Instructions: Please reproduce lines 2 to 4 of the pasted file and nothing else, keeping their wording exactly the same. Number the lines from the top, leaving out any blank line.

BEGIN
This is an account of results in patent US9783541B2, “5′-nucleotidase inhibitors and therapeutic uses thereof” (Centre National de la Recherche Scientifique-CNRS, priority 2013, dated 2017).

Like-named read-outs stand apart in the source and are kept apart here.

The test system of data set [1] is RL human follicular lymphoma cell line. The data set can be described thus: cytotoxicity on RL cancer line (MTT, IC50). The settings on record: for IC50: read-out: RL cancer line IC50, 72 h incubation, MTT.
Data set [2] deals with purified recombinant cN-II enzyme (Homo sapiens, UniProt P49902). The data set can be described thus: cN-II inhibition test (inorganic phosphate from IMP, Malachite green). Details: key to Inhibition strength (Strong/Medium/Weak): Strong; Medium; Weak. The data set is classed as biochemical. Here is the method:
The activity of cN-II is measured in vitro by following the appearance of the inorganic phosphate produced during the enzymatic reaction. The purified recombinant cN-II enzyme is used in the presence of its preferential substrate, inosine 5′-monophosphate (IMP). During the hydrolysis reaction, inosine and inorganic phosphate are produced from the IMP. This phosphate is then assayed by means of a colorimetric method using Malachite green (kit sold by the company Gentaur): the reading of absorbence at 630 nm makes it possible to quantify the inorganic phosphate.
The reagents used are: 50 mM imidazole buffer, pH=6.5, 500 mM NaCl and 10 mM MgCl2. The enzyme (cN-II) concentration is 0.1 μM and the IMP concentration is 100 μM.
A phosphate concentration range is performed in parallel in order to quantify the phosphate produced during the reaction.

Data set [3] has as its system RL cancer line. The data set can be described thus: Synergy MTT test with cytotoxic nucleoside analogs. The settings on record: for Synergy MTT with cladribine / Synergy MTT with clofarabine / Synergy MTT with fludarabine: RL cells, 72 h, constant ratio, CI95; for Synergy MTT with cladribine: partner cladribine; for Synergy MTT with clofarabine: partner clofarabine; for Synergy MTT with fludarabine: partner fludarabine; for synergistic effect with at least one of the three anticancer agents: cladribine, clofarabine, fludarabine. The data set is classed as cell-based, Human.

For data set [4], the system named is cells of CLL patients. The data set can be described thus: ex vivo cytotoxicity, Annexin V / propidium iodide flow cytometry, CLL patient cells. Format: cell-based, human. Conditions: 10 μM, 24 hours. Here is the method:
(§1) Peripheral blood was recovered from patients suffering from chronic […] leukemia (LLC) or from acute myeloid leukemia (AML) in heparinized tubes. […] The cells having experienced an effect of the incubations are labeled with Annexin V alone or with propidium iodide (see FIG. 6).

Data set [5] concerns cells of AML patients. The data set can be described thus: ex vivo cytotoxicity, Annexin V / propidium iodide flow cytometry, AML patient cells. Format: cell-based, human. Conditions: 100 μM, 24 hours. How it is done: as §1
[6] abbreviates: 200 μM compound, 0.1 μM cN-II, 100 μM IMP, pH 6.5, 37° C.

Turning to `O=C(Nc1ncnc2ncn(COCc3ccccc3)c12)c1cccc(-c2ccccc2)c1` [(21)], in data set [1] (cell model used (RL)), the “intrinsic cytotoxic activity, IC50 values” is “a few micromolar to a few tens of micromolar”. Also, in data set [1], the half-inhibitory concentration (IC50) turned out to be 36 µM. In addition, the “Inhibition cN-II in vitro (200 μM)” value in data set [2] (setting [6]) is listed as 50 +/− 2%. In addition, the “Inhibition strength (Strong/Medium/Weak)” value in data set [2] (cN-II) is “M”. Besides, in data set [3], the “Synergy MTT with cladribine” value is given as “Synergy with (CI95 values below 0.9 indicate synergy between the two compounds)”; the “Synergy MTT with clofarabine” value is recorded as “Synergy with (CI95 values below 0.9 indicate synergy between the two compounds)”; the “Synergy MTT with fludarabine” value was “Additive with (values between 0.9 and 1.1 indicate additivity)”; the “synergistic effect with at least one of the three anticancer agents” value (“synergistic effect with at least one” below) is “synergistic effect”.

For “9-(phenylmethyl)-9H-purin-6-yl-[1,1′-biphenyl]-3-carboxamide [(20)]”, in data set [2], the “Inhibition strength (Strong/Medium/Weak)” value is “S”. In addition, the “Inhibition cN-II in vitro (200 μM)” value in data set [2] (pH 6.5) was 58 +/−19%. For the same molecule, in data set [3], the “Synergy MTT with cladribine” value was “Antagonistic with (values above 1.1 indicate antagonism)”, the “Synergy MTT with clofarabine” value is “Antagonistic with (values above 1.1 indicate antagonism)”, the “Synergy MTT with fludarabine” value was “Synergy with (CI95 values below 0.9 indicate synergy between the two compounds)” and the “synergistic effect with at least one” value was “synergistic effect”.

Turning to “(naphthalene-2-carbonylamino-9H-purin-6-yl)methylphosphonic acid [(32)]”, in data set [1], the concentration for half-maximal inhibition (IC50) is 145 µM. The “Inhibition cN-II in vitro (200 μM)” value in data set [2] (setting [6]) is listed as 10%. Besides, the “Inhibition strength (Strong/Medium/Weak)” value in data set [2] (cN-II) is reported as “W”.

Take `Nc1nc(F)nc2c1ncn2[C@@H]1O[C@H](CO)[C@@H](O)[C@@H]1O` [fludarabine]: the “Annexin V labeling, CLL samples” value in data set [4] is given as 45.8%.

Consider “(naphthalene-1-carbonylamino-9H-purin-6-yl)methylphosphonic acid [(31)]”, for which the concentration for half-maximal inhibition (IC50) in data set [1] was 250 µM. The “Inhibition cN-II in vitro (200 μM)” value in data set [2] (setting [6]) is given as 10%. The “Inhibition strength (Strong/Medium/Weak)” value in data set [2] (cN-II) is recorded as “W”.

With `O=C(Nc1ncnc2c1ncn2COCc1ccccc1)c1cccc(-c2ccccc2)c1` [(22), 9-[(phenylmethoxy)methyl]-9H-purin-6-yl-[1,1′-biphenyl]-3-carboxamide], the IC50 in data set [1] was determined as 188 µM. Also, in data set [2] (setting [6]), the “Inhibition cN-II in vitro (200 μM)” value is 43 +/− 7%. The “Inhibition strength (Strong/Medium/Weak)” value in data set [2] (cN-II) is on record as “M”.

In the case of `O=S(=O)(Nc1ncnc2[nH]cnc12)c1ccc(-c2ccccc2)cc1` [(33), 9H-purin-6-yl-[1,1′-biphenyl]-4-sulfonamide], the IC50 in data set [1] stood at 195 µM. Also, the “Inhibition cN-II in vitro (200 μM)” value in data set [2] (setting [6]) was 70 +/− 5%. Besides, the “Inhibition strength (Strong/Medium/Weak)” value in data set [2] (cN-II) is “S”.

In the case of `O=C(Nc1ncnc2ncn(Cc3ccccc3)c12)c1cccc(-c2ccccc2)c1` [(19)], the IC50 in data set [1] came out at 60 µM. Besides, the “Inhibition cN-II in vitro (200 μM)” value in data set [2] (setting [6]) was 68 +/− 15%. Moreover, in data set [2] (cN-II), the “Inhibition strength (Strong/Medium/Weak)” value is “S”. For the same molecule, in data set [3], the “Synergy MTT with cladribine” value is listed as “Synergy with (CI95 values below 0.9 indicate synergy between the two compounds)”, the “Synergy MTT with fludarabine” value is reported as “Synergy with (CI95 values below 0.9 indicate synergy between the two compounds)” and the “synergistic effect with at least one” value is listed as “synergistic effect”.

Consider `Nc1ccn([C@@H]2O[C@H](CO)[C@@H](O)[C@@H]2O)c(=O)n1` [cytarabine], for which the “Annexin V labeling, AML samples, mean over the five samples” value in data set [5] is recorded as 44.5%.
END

Like-named read-outs stand apart in the source and are kept apart here.

The test system of data set [1] is RL human follicular lymphoma cell line. The data set can be described thus: cytotoxicity on RL cancer line (MTT, IC50). The settings on record: for IC50: read-out: RL cancer line IC50, 72 h incubation, MTT.
Data set [2] deals with purified recombinant cN-II enzyme (Homo sapiens, UniProt P49902). The data set can be described thus: cN-II inhibition test (inorganic phosphate from IMP, Malachite green). Details: key to Inhibition strength (Strong/Medium/Weak): Strong; Medium; Weak. The data set is classed as biochemical. Here is the method: